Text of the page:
MYTHTERY: Does J.K. Rowling Regret Pairing Hermione Granger with Ronald Weasley?


J.K. Rowling has revealed in post Harry Potter and the Deathly Hallows interviews that Hermione should have ended up with Harry Potter instead of Ronald Weasley.


On February 1, 2014, the Sunday Times published a preview of that month’s Wonderland periodical, which featured an interview with J.K. Rowling conducted by Emma Watson. The Sunday Times‘ headline, “JK admits Hermione should have wed Harry,” was incendiary, and almost instantly upon its publication, the Internet exploded.

This was likely written by Rita Skeeter’s Quick-Quotes-Quill.

The actual text of the interview, beyond the choice snippets that the Sunday Times chose to publish, is still rather concerning for readers who felt certain that Hermione and Ron were meant to be together.

When the topic of conversation reaches Deathly Hallows and the character of Hermione, Rowling first brings up the romantic pairing with Ron Weasley.

I wrote the Hermione/Ron relationship as a form of wish fulfillment. That’s how it was conceived, really. For reasons that have very little to do with literature and far more to do with me clinging to the plot as I first imagined it, Hermione with Ron.

It was a young relationship. I think the attraction itself is plausible but the combative side of it… I’m not sure you could have got over that in an adult relationship, there was too much fundamental incompatibility.

Fandom news websites and readers across the world were stunned at J.K. Rowling’s candid admission that she no longer believed Ron and Hermione would last as a couple.

What follows in the interview is, naturally, a contemplation as to whether Harry would have been a better match for her.

In some ways Hermione and Harry are a better fit and I’ll tell you something very strange. When I wrote Hallows, I felt this quite strongly when I had Hermione and Harry together in the tent! I hadn’t told [Steve] Kloves that and when he wrote the script he felt exactly the same thing at exactly the same point. David [Heyman] and Steve – they felt what I felt when writing it. And actually I liked that scene in the film, because it was articulating something I hadn’t said but I had felt. I think you do feel the ghost of what could have been in that scene.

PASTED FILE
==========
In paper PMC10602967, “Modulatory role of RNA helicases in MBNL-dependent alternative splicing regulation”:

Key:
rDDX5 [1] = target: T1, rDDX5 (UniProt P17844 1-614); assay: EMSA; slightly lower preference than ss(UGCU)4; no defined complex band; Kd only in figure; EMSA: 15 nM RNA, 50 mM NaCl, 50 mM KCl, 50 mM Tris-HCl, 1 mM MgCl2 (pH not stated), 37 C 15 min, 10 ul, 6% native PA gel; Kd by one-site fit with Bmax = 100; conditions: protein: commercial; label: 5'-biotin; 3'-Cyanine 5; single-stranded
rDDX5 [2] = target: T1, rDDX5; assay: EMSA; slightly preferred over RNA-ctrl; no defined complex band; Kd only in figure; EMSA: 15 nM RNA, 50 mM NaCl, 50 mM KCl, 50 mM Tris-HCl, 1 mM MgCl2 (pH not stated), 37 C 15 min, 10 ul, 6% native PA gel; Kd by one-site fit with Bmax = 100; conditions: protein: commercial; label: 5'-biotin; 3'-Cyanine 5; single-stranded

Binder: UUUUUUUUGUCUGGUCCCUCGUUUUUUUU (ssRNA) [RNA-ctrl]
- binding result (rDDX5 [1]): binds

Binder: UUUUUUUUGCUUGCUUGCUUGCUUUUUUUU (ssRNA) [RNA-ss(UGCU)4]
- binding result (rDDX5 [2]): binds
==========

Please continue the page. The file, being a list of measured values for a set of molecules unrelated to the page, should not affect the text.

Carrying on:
On this, Emma Watson weighs in on Harry and Hermione’s need to just be kids and have fun, regardless of consequences. The discussion then turns to Ron’s departure in Hallows and Hermione’s loyalty.

Oh, maybe she and Ron will be alright with a bit of counseling. I wonder what happens at wizard marriage counseling? They’ll probably be fine. He needs to work on his self-esteem issues and she needs to work on being a little less critical.

The headline the Sunday Times went with, “JK admits Hermione should have wed Harry,” is a deliberate stretch of facts not supported by the interview – what would now be referred to as “clickbait.” What would have been a more accurate title, although potentially just as concerning, is “Rowling admits Hermione and Ron will not last!”

However, there is not a definitive mention where Rowling says Hermione “should have ended up” with Harry or that they would last longer or that she harbors any regrets (another word that was used in headlines at the time) about the pairing – only that Hermione and Harry shared a tender moment in the tent in Deathly Hallows and Rowling didn’t include it in her book but was relieved when Kloves added it to the film. By calling the Ron/Hermione pairing “wish fulfillment,” Rowling said that her pairing was more arbitrary and less realistic than it might need to be in a real-world setting, but she did not say that Hermione should have done differently.

For Ron/Hermione shippers still deeply concerned about Rowling’s criticisms (this writer included), there is a silver lining in Harry Potter and the Cursed Child. The central story in the play’s two parts is the continuing relationship between Harry, Hermione, and Ron as adults, dealing with the exploits of their children. Audiences who have seen the play note in particular that the Hermione and Ron relationship is strong and deeply caring. It would appear that the story, which is authorized by J.K. Rowling, does a better job of exploring what the future for Hermione and Ron looks like than this infamous interview forever embedded in fandom history.


– Myth Managed


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Eric S.

Eric Scull joined MuggleNet in November of 2002. Since that time, he’s presided over a number of sections, including name origins and Dear Hogwarts, but none so long as the recently revived Crazy Caption Contest. Eric is a Hufflepuff who lives in Chicago and loves the outdoors.